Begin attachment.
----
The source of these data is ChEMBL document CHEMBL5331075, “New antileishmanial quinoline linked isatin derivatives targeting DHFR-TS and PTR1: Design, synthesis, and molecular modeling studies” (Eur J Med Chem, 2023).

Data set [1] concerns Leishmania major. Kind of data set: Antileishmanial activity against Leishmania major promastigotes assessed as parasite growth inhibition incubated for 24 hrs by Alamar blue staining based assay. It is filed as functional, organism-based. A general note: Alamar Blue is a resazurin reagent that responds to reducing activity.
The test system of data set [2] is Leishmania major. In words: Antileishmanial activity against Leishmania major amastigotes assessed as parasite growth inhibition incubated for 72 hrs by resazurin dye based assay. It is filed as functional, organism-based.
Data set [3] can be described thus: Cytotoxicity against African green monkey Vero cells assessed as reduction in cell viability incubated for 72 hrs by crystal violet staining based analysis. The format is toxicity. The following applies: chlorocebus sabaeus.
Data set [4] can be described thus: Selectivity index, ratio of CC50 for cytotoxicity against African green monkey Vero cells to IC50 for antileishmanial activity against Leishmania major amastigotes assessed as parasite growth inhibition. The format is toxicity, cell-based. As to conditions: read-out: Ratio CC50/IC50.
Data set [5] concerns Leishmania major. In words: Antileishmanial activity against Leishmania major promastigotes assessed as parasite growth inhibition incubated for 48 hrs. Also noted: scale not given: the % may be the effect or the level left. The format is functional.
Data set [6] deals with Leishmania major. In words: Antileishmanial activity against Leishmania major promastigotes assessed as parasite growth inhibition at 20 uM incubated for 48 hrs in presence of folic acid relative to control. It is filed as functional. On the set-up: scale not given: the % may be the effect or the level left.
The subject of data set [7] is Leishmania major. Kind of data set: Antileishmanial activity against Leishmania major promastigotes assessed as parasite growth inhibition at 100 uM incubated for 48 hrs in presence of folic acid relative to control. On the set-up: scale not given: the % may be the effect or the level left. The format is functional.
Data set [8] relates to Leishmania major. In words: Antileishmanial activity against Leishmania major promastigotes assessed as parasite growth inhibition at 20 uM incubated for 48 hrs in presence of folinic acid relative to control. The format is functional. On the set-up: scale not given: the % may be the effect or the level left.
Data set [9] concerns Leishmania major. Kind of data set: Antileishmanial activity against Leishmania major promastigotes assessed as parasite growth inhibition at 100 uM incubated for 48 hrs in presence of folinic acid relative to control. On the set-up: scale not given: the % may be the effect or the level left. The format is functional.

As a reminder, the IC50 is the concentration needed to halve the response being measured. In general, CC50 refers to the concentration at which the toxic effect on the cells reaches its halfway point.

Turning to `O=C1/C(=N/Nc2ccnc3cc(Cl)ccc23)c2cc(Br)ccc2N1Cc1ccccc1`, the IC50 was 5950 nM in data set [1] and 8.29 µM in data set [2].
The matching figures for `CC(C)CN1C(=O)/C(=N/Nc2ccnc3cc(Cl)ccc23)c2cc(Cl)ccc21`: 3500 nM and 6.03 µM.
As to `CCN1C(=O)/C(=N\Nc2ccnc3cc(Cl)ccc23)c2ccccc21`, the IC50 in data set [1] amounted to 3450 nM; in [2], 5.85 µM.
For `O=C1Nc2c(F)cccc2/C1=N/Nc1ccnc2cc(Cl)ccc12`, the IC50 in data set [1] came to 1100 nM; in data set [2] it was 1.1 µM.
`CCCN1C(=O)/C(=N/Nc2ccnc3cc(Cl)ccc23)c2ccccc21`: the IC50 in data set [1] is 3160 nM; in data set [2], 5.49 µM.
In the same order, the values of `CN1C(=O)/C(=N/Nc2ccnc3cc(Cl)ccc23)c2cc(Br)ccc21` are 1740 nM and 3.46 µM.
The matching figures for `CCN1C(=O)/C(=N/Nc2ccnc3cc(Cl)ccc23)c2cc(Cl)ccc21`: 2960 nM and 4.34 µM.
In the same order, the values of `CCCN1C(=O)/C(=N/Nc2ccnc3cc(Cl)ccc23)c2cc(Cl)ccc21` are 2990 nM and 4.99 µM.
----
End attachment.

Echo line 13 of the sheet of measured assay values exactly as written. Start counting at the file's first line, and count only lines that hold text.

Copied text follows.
The matching figures for `CC(C)CN1C(=O)/C(=N/Nc2ccnc3cc(Cl)ccc23)c2cc(Cl)ccc21`: 3500 nM and 6.03 µM.